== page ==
My Battle with Hair loss: An Introduction and a Blog

How I learned to live to the fullest in spite of the degenerative disease: Multiple Sclerosis and Me

 Nobody teaches you that. Nobody teaches you to live life with little to no expectations. God knows I had too much of that. 

I expected to be a doctor after my 10th grade. I expected to be a journalist after my 12th grade. I expected to be a medical engineer and join my mother's company after engineering. I expected to make friends for life during my master's in Ireland. I expected to be happy in a foreign land, living a life other's wish they had.

 What I didn't expect was Multiple Sclerosis, a word that used to send a shiver down my spine. What I didn't expect was how understanding and loving my family was towards me. What I didn't expect was how my parents were brave enough to send me 8,000 km away from home, so that I could make something of myself. What I didn't expect is how MS made me a better human being.

 Cue cliché quote: "Always expect the unexpected." 

What is Multiple Sclerosis?

 In medical terms, MS is a chronic, typically progressive disease involving damage to the sheaths of nerve cells in the brain and spinal cord, whose symptoms may include numbness, impairment of speech and of muscular coordination, blurred vision, and severe fatigue. 

 I know. Scary! I thought so too. I remember when the doctors told us that it could be MS. My parents spent the whole night Googling it. I would say that was the only mistake they have done so far when it came to dealing with my MS. It’s true what they say. Never Google your symptoms or your disease. Let this be one of the pieces of advice I give you.  

My tryst with Destiny: How I learned to be grateful

 We were at the doctor’s one evening, my mother was with me. She accompanied me for all the visits and hospitalization. Have you noticed how between the father and the mother, the mother chooses to be physically present with the sick child? Just an observation. I could be wrong.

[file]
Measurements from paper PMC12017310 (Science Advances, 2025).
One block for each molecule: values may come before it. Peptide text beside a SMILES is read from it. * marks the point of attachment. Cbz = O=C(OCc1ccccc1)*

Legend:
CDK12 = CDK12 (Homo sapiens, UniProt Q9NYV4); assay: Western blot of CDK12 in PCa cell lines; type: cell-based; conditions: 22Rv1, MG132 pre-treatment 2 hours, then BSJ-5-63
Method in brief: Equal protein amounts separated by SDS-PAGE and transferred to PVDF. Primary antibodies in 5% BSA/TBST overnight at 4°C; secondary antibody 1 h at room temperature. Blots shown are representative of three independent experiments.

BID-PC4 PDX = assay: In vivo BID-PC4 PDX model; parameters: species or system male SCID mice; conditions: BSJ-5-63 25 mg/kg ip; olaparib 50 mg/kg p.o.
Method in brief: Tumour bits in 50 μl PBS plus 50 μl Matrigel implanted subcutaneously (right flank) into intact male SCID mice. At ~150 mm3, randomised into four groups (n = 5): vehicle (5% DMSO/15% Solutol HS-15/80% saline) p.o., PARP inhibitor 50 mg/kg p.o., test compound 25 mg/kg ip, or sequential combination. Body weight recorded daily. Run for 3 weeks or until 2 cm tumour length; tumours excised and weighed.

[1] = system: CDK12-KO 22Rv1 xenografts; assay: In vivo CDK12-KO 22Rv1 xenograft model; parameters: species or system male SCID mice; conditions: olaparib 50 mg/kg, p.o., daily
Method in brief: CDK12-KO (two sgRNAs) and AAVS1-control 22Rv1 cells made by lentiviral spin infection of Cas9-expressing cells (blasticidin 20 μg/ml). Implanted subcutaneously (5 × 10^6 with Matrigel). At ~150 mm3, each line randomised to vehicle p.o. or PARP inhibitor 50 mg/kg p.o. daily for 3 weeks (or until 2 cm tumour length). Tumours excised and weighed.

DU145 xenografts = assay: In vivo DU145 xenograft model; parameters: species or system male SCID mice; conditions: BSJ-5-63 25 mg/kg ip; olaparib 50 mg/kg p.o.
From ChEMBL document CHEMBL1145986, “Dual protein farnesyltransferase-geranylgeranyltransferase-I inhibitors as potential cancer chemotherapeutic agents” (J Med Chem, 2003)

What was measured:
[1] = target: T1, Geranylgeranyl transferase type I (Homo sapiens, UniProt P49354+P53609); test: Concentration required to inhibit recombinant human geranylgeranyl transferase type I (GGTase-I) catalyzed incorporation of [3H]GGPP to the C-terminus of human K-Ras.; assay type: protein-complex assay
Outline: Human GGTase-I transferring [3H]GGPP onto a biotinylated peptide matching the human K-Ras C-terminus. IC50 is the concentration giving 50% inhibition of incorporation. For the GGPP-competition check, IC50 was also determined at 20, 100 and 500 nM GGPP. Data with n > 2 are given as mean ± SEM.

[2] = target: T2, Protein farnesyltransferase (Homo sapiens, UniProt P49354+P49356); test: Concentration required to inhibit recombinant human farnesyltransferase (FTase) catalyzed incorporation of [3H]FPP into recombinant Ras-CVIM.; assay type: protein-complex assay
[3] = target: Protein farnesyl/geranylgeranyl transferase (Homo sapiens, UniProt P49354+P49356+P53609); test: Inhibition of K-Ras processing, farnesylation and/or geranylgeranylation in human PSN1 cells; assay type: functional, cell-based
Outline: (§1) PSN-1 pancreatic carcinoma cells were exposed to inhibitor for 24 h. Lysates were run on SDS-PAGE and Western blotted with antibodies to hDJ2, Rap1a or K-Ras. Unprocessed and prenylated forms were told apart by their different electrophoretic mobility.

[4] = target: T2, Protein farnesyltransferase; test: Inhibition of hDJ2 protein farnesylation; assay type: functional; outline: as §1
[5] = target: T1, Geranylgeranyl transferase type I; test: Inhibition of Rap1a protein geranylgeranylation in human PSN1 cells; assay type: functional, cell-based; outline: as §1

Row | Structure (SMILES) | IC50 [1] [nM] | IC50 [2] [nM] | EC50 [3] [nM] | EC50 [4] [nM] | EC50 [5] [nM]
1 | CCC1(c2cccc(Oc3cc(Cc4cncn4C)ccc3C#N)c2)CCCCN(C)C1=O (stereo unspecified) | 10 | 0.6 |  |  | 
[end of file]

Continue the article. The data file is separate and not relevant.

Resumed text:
Anyway, back to the doctors. There was this woman with her child and husband sitting next to me. She asked my mother why we were here. I looked at her.

She had a lazy left eye with a mind of its own. It moved around while her right eye stayed constant. It didn’t startle me, nor am I being insensitive. It was just an observation. 

My mother told her she was here for her daughter. Of course, she asked what I was diagnosed with. I remember my mother looking at me like she was seeking approval. So I said Multiple Sclerosis.

I saw the relief on the woman’s face. Her husband interfered with the conversation and said ‘So does my wife.’

I swear at that moment, I could hear my mother’s and my heart sink 6 ft under. 

 When  I was diagnosed with MS, my first symptom was the loss of sight in my left eye. The doctors told me that we caught the symptom early and it was treated with high steroids. This woman wasn’t lucky like that. 

 Her husband went on to tell how she lost sight in her eye too and that the doctors were not experienced enough to catch the MS. 

 That’s the thing about this disease. No two patients are the same. Would you believe it if I told you that my symptoms were loss of vision (which was cured), and then constipation and extreme fatigue? Both of which can occur to any normal person.

That’s the second thing about MS. The symptoms are common and could be anything from a bad diet to well, Multiple Sclerosis.